GAZA CITY — In the Old City of Gaza, Levi's, Adidas and many other brand names are on display at the largest secondhand shop in the impoverished coastal enclave. Such popular labels are only available at this market, Fras, as the majority in Palestinians in Gaza cannot afford them new but nonetheless still desire them. The Fras Market introduced Palestinians in Gaza to international brands. The goods there are mostly brought in from Israel, and the majority of the brands are Israeli, with a few American and European labels mixed in.
Abu Muhammad Abu Kheir has been a clothes retailer at Fras for more than 15 years. He is satisfied with his work, given the considerable flow of customers. “Although the majority of my customers are poor, I have many well-off customers who regularly come and ask for specific brands,” Abu Kheir told Al-Monitor at his modest shop.
The prices at Abu Kheir’s outlet range from $1 to $10 for secondhand original brands. His prices are considered high compared with those before Israel tightened its siege of Gaza in 2007, after which exports to Gaza ceased until 2010. As a consequence, Israeli traders turned to other countries. After exporting resumed, Gaza traders had to adjust to the new, higher prices.
“Before 2007, I used to buy a ton of clothes for $1,000, now I get them for more than $2,000. This has affected my work, of course,” explained Abu Kheir.
Unstable borders have always affected trade in Gaza. In 2007 before the tunnels under the Egyptian border were dug, Gaza suffered a serious drop in clothing imports, as well as other goods. After the tunnels became operational, traders smuggled in Egyptian clothes, but they did not satisfy Palestinian tastes. With Turkish television soap operas becoming popular in the Middle East, retailers began importing Turkish clothing, which has been well received by customers.
Abdullah Qassim, who just opened a clothing store at the al-Remal shopping area, considered the most prestigious in Gaza, said that he basically relies on Turkish goods since it is currently the most popular trend. Although the prices at Qassim’s shop are higher than at other outlets, he says that there are enough people willing to pay more to get a stylish outfit.
“I choose my goods based on quality and brand, and I always have customers who are interested,” Qassim explained. Given a choice between original brands and high-quality imitations, he opts for the latter because the originals are not affordable in Gaza. The unstable financial situation makes retail difficult, even for “elites,” who are normally the best customers. “These relatively rich people are [also] a part of the society. They are normally affected by economic changes [as well],” Qassim noted.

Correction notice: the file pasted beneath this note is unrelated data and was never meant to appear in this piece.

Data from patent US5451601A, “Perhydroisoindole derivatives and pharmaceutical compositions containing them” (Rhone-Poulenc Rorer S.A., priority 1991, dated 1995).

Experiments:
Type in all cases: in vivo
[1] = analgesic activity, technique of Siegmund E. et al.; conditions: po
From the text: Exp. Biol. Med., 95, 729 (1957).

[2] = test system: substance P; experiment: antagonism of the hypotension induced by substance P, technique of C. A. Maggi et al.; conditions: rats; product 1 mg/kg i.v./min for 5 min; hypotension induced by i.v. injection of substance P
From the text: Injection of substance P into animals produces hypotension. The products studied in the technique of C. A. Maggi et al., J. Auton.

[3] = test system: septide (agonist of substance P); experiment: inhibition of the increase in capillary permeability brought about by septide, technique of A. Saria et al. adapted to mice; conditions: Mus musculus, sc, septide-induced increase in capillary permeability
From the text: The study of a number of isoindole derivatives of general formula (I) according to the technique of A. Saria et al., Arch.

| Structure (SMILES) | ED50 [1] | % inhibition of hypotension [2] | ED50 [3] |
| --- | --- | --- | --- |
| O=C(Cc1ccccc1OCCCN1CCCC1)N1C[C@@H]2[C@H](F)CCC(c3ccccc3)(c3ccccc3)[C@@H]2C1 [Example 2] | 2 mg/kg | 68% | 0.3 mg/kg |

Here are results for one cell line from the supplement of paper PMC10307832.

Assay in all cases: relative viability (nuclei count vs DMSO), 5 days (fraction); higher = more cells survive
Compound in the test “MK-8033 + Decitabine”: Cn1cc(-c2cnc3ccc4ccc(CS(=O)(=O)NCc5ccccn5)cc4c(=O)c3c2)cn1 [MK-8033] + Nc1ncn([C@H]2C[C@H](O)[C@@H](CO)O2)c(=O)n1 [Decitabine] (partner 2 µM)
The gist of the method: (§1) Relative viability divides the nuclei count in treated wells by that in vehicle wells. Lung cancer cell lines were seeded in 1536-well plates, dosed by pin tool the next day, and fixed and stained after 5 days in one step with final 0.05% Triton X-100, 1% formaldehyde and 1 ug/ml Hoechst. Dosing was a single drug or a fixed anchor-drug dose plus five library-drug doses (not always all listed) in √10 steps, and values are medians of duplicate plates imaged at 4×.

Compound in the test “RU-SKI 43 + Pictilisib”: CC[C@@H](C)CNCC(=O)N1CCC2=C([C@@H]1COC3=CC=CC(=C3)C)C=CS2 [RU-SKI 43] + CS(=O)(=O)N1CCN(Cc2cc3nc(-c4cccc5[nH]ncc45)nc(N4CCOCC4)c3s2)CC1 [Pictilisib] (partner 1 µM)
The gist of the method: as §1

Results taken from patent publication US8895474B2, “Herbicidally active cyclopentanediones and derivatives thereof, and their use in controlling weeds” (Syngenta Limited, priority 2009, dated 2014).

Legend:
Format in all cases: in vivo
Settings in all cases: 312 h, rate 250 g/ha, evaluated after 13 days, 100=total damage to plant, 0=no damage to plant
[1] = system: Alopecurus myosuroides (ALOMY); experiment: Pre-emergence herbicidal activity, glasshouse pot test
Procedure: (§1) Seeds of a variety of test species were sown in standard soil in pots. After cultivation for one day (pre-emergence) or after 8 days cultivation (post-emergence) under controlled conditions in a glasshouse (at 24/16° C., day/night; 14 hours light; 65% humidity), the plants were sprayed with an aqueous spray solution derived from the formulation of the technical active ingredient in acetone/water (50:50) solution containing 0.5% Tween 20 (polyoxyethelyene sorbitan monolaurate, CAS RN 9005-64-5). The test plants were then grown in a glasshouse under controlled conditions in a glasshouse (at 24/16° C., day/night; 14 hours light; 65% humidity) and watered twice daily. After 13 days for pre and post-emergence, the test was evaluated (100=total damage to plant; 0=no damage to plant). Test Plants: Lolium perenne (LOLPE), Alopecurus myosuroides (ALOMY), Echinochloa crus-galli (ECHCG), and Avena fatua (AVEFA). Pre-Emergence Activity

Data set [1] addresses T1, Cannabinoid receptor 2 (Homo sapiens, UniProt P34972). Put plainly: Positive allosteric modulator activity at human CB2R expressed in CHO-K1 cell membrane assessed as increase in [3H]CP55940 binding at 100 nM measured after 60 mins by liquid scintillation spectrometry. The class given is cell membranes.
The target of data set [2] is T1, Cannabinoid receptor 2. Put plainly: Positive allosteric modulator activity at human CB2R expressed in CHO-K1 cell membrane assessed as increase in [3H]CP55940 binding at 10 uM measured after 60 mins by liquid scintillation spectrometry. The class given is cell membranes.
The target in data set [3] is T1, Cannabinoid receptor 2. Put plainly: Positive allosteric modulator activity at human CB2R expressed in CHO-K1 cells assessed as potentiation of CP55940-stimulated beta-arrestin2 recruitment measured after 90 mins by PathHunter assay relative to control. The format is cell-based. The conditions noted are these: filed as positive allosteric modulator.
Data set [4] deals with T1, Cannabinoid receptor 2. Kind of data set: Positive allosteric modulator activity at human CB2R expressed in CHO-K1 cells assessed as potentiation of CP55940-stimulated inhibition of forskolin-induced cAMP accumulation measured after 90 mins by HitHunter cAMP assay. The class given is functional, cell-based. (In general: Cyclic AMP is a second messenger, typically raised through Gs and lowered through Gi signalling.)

Despite the demand for international brands, no major retailer would risk opening an outlet in Gaza given the chronic instability. In addition, some Palestinians still consider buying American and Israeli brands immoral in light of the ongoing Israeli occupation.
In August, the well-known Israeli clothing brand Fox was prepared to open a branch in Ramallah before outrage spread on social media, with Palestinian activists calling for a boycott of Israeli goods. Although Israeli labels do not have outlets in Gaza, shops that sell them are among the most popular. According to consumers, Israeli products are considered the best in Gaza, except among the few who prefer to boycott them.
Yara Hussam said that among all the clothes in Gaza, she prefers Israeli labels because of their quality. “I wish I could boycott [them], but I prefer the Israeli brands over the Turkish for being better in quality and prices,” Hussam explained.
In addition to the high tax rate of 14.5% that retailers must pay on their goods, renting a shop in Gaza can cost more than $5,000 a year, according to Qassim. Thus, consumers end up having to buy expensive goods.
Aya Sameh said that she prefers getting her clothes from Jordan because of the prices in Gaza and the limited options. “I can’t find all the brands I look for, and even when I find them, they are always too expensive.”